Bonneville International Corp. currently operates 22 radio stations, four of which are now broadcasting from its new facility in the San Francisco Bay Area.
Bonneville Bay Area consists of four FM radio stations, each of which holds a special place in the community. They are 96.5 KOIT, 99.7 NOW, KBLX 102.9 and 98.5 KFOX.
Building a brand-new facility during COVID-19 is one for the books. Bonneville has since debuted this new open concept, fully interactive, audio over IP broadcast media plant in Daly City, Calif.
It is a showcase, with high-quality construction, from the beautiful design in architecture to the technology deployment of Bonneville’s engineering team.
While this move from the SOMA District meant no more penthouse views of downtown San Francisco, we left behind a dated facility and layout. The new design was well thought out prior to construction and creates an experience for our listeners and clients, as well as a collaborative space for our employees.
At the start of the project, the new suite, formerly used by Avid Technology, still had edit bays but the rest of the existing space was completely gutted back to concrete.
We brought in V-Three Studios as the design and architects to create our vision on a blank canvas. V-Three Studios specializes in spaces that meet technical and functional demands while maximizing aesthetic appeal and respecting environmental and civic contexts and achieving their client’s unique goals.
Our contractor GCI Inc. is a premier Bay Area commercial general contracting firm specializing in building and site renovation, infrastructure, labs and tenant improvement with a focus on sustainability and LEED.
Bonneville’s construction and design team was led by Scott Jones, senior VP of engineering and technology (corporate); Carl Gardner, SVP and market manager for San Francisco; Chuck Bullett, director of engineering for the market; and myself, the director of engineering for Bonneville Sacramento.
I was tasked as the project manager to oversee the cutting-edge renovation of a floor in an existing building in the Daly City area, as well as the integration.
Having worked with all the vendors in the past on numerous other projects made for a smooth transition from San Francisco to Daly City, given the circumstances Bonneville was up against.
The new 18,000-square-foot facility is exactly what Bonneville was looking to achieve with a high-tech performance space, a multipurpose break room, a roof deck and the latest technology and digital integration for both broadcast and employee workspaces.
Beyond the visual elements throughout the suite, with both graphics and branding on video displays, the work area for non-programming employees features flexible seating arrangements known as a huddle space, as well as a mesh corporate Wi-Fi network to allow seamless flexibility. Studios were assembled in record time and the office furniture delivery and assembly went off without a hitch.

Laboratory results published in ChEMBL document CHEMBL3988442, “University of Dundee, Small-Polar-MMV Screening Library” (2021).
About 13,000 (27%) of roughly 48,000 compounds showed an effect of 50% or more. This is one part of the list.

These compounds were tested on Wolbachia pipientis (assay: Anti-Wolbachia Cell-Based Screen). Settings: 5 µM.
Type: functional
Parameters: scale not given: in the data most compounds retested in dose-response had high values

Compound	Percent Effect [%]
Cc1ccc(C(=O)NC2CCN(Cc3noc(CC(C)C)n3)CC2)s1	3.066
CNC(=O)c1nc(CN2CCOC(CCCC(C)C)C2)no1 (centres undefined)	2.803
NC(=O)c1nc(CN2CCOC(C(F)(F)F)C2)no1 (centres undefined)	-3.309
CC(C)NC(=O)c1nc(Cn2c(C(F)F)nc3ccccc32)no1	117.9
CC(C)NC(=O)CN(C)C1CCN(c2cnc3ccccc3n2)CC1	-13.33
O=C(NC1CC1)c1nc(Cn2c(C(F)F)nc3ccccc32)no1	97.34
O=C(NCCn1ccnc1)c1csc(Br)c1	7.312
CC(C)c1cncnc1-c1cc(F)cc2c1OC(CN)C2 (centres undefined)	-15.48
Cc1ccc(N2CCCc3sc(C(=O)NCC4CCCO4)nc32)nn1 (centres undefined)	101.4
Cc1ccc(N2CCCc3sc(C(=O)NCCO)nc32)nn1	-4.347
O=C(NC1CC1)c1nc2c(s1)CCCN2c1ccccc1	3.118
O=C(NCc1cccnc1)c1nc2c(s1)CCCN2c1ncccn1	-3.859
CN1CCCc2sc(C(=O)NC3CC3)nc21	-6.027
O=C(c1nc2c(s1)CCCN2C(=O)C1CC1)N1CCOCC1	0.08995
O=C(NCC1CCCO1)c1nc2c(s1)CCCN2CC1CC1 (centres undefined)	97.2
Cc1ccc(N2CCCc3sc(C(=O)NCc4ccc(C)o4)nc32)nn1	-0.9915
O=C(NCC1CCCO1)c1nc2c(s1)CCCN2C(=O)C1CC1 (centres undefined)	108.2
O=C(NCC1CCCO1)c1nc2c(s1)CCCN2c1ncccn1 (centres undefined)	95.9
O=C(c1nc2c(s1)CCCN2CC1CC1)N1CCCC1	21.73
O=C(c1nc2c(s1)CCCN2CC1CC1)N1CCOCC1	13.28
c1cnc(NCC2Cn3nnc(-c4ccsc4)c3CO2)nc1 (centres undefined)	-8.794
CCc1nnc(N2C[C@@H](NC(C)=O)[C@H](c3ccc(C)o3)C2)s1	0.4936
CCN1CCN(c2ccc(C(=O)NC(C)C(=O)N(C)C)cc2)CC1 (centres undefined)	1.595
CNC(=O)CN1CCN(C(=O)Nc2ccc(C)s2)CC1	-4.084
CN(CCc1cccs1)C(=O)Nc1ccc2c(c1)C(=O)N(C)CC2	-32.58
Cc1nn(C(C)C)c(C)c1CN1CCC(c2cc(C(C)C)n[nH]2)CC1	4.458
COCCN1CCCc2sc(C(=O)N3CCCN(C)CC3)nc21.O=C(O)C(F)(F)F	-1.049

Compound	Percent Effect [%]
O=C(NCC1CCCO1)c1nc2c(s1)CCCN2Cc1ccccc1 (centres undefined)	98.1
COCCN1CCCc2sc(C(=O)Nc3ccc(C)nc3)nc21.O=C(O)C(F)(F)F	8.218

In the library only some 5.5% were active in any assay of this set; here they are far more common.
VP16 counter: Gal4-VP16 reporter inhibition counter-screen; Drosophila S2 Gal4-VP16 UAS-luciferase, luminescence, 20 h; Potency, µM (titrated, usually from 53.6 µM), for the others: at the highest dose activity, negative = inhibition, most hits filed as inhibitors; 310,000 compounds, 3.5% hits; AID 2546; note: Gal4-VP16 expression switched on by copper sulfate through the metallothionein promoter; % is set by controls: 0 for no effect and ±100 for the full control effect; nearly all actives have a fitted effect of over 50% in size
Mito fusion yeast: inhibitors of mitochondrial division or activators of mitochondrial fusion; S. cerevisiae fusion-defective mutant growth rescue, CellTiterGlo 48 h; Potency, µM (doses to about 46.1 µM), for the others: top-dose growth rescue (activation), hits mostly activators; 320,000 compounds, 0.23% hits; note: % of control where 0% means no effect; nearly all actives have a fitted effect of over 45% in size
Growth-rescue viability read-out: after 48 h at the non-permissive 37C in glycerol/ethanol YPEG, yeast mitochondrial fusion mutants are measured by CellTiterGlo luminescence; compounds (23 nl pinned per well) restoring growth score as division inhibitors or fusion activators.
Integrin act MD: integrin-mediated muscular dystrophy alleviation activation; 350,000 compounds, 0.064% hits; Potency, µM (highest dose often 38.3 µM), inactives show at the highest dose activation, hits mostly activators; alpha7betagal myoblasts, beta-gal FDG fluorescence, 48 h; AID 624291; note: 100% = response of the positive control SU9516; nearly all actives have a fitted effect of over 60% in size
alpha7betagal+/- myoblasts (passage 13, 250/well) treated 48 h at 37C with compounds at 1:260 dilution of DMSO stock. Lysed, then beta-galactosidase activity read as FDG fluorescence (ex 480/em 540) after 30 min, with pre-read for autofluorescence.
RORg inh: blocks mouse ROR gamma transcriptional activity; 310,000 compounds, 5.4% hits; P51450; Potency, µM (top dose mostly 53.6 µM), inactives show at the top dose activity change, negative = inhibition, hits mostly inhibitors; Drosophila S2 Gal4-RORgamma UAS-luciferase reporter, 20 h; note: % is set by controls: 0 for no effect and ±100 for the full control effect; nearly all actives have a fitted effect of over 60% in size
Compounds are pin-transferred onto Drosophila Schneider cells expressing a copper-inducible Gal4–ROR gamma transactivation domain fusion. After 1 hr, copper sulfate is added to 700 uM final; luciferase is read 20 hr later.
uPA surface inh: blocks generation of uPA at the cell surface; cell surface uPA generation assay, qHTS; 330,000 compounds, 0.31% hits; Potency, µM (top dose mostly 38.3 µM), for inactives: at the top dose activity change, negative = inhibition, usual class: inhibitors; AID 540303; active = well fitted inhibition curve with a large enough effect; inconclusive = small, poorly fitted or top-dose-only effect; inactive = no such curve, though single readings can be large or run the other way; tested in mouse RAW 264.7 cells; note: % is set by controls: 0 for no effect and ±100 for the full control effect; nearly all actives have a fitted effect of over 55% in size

“In recent years, we have had numerous studio projects with Bonneville San Francisco, Salt Lake City, Sacramento and Seattle in 2011,” said David Holland, the chief design officer at Omnirax.
“This project really was the confluence of the dream team — V-Three Studios and Bonneville Construction Team — and everyone involved was committed to make this facility a showplace collaboration. Scott visited Omnirax a couple of years ago at our showroom in Sausalito. Seeing our curved open plan and private office furniture, he immediately ‘got’ what we have been doing with our WeDesk line. This provided the entrée to allow Omnirax to bid on and then furnish the entire facility for Bonneville.”
Natural wood, neutral colors
As guests enter the facility, views of a “showcase” on-air studio for 99.7 NOW greet them, as well as a display of the technical operation center for which engineering is responsible.
Also visible from the lobby is a performance space fitted with a stage and truss with lighting, a sound system, a movable front-of-house station, and adjacent audio and video control rooms. This gives visitors a sense of what goes into making modern day media and shows off the new digs.
Glass blankets the suite to allow natural light throughout, and the interior is set against the exposed concrete floors and finished with natural woods. A neutral color scheme was designed to enhance the LED cloud lighting for color to flow throughout ceiling grid of the suite.
The enhanced finishes, flow, continuity and efficiency now rival that of any modern office and multimedia facility.
“This facility is built for the future, with its planned flexibility in the technology infrastructure and the office/studio environments,” said Kurt Kerns, principal at V-Three Studios, LLC.
“As the broadcast industry continues to evolve in the digital age, the facility will be ready to adapt to the changing needs of the business model.”